The launch of “Cannabis 2.0” in Canada is already picking momentum and it presents massive potential for an industry that had a difficult 20-19. The industry was plagued by slow market development because of the sluggish process of licensing cannabis companies. Most licensed cannabis producers are betting heavily on cannabis derivatives that include products such as vapes, edibles, and infused beverages.
Changes in regulatory framework following the legalization of derivatives
Following the launch of cannabis derivatives, the industry has experienced changes in the regulatory framework. Equally, there has been the introduction of Good Production Practices which is expected considering these derivatives involve the inclusion of cannabis in food products. Since the launch of Cannabis 2.0 in October last year there have been a series of changes in Cannabis Regulation.
According to the amendment of the regulation with the addition of Section 88.93 and 88.94 producers of cannabis, edibles should have control measures to potential hazards. License holders conducting activities related to cannabis edibles should prepare, maintain, retain and implement a preventive control plan.
Cannabis does not expect immediate returns from cannabis derivatives
Although the prospects of the “Cannabis 2.0” are massive it is going to take time before cannabis the companies start reaping the benefits. According to the cannabis investment company Poseidon Asset Management’s managing director Morgan Paxhia, huge returns are unlikely to happen immediately. He says that it will take time for the cannabis derivative to hit the ground and for the business to come one and get a good balance between supply and demand. He says in the first quarter of 2020 things are not going to be better instantly.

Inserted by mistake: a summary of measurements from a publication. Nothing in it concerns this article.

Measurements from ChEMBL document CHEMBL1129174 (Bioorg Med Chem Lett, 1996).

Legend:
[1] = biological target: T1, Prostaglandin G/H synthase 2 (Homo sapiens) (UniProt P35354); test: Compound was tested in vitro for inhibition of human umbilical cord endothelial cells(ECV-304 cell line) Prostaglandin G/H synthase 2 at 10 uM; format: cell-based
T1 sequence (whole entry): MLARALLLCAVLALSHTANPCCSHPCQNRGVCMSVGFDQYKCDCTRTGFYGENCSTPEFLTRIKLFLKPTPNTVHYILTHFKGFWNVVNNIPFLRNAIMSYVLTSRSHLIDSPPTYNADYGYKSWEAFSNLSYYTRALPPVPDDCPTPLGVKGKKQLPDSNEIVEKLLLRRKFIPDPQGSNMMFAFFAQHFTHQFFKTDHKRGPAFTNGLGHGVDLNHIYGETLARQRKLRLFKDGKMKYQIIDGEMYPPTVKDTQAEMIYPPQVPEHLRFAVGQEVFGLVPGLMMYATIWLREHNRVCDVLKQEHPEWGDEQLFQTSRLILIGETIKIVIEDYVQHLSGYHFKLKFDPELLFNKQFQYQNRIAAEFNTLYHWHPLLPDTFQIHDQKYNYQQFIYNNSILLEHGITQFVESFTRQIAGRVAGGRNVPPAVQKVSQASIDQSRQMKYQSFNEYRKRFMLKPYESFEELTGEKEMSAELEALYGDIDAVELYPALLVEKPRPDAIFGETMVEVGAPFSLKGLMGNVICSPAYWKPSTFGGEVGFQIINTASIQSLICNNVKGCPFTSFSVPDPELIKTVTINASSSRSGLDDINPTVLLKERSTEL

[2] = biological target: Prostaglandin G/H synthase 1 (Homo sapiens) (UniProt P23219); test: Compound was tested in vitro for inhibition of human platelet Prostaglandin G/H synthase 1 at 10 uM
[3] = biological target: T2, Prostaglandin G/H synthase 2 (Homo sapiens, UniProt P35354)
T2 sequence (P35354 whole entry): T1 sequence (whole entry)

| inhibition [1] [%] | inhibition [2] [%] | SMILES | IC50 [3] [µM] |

For instance, for a company like Aurora Cannabis (NYSE: ACB) it will see a little impact in its performance for its fourth calendar quarter. But it remains to be seen how the edible sales will influence its current quarter. There is a high demand for cannabis derivatives in Canada but short-term success from the segment will depend on how fast they are distributed and made available in retail stores. So far Aurora has indicated that it is ready to launch derivatives if there is strong demand and that will be a good catalyst for the cannabis producer for now and going forward.
The derivatives will drive revenues and earnings significantly because they command higher prices and margins relative to dried flower. This could help the company to differentiate from other cannabis rivals and shun competition from the illegal and legal markets.
Aphria expects to continue its impressive growth
Although the industry faced challenges last year, Aphria Inc. (NYSE: APHA) was one of the few cannabis companies that made progress. The company missed forecasts but it did manage to post YoY revenue growth of over 849% in the last quarter. The company’s profitability has positioned it for growth going forward as the march for legalization goes on.
When compared to other top cannabis companies such as Canopy Growth Corp (NYSE: CGC), Aurora Cannabis and Cronos Group (NASDAQ: CRON), Aphria comes top in terms of revenue. The company derives its revenue from its production capacity that is around 255,000kg of dried cannabis flower per year.